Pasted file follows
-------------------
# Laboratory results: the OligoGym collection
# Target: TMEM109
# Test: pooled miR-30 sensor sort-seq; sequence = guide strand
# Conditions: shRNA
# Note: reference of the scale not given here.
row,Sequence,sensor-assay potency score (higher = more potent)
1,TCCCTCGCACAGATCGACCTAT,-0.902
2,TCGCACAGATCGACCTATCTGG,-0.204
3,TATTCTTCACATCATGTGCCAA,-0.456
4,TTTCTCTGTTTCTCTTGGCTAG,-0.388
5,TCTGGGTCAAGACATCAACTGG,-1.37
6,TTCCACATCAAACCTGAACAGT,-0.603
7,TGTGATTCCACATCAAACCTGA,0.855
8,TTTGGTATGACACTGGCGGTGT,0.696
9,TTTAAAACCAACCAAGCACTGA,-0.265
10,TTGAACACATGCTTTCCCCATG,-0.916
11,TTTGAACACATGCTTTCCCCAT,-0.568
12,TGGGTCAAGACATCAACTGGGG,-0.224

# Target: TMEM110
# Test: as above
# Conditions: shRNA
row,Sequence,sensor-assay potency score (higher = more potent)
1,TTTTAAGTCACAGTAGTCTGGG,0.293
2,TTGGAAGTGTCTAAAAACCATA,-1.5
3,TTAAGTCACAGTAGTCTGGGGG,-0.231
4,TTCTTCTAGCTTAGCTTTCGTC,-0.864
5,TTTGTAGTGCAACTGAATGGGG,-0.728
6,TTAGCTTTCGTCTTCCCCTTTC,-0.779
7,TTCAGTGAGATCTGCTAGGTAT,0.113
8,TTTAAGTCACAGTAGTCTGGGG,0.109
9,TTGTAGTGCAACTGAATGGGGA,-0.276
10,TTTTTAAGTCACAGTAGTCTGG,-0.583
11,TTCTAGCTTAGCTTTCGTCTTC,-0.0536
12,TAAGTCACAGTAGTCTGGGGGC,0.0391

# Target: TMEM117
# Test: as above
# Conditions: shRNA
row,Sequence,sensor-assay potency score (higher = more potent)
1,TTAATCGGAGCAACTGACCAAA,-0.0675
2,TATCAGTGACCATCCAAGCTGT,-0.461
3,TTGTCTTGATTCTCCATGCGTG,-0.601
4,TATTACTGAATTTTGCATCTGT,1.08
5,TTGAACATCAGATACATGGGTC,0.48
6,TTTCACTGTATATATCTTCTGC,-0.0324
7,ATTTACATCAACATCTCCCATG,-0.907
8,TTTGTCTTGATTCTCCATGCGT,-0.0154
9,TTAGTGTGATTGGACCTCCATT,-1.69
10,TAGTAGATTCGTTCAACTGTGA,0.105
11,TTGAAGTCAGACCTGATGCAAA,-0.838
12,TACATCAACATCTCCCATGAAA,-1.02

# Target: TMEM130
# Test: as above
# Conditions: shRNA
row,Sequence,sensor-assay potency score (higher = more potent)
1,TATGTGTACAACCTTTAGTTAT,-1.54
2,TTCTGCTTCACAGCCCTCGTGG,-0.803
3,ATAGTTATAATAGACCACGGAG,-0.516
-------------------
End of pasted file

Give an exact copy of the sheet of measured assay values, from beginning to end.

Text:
# Laboratory results: the OligoGym collection
# Target: TMEM109
# Test: pooled miR-30 sensor sort-seq; sequence = guide strand
# Conditions: shRNA
# Note: reference of the scale not given here.
row,Sequence,sensor-assay potency score (higher = more potent)
1,TCCCTCGCACAGATCGACCTAT,-0.902
2,TCGCACAGATCGACCTATCTGG,-0.204
3,TATTCTTCACATCATGTGCCAA,-0.456
4,TTTCTCTGTTTCTCTTGGCTAG,-0.388
5,TCTGGGTCAAGACATCAACTGG,-1.37
6,TTCCACATCAAACCTGAACAGT,-0.603
7,TGTGATTCCACATCAAACCTGA,0.855
8,TTTGGTATGACACTGGCGGTGT,0.696
9,TTTAAAACCAACCAAGCACTGA,-0.265
10,TTGAACACATGCTTTCCCCATG,-0.916
11,TTTGAACACATGCTTTCCCCAT,-0.568
12,TGGGTCAAGACATCAACTGGGG,-0.224

# Target: TMEM110
# Test: as above
# Conditions: shRNA
row,Sequence,sensor-assay potency score (higher = more potent)
1,TTTTAAGTCACAGTAGTCTGGG,0.293
2,TTGGAAGTGTCTAAAAACCATA,-1.5
3,TTAAGTCACAGTAGTCTGGGGG,-0.231
4,TTCTTCTAGCTTAGCTTTCGTC,-0.864
5,TTTGTAGTGCAACTGAATGGGG,-0.728
6,TTAGCTTTCGTCTTCCCCTTTC,-0.779
7,TTCAGTGAGATCTGCTAGGTAT,0.113
8,TTTAAGTCACAGTAGTCTGGGG,0.109
9,TTGTAGTGCAACTGAATGGGGA,-0.276
10,TTTTTAAGTCACAGTAGTCTGG,-0.583
11,TTCTAGCTTAGCTTTCGTCTTC,-0.0536
12,TAAGTCACAGTAGTCTGGGGGC,0.0391

# Target: TMEM117
# Test: as above
# Conditions: shRNA
row,Sequence,sensor-assay potency score (higher = more potent)
1,TTAATCGGAGCAACTGACCAAA,-0.0675
2,TATCAGTGACCATCCAAGCTGT,-0.461
3,TTGTCTTGATTCTCCATGCGTG,-0.601
4,TATTACTGAATTTTGCATCTGT,1.08
5,TTGAACATCAGATACATGGGTC,0.48
6,TTTCACTGTATATATCTTCTGC,-0.0324
7,ATTTACATCAACATCTCCCATG,-0.907
8,TTTGTCTTGATTCTCCATGCGT,-0.0154
9,TTAGTGTGATTGGACCTCCATT,-1.69
10,TAGTAGATTCGTTCAACTGTGA,0.105
11,TTGAAGTCAGACCTGATGCAAA,-0.838
12,TACATCAACATCTCCCATGAAA,-1.02

# Target: TMEM130
# Test: as above
# Conditions: shRNA
row,Sequence,sensor-assay potency score (higher = more potent)
1,TATGTGTACAACCTTTAGTTAT,-1.54
2,TTCTGCTTCACAGCCCTCGTGG,-0.803
3,ATAGTTATAATAGACCACGGAG,-0.516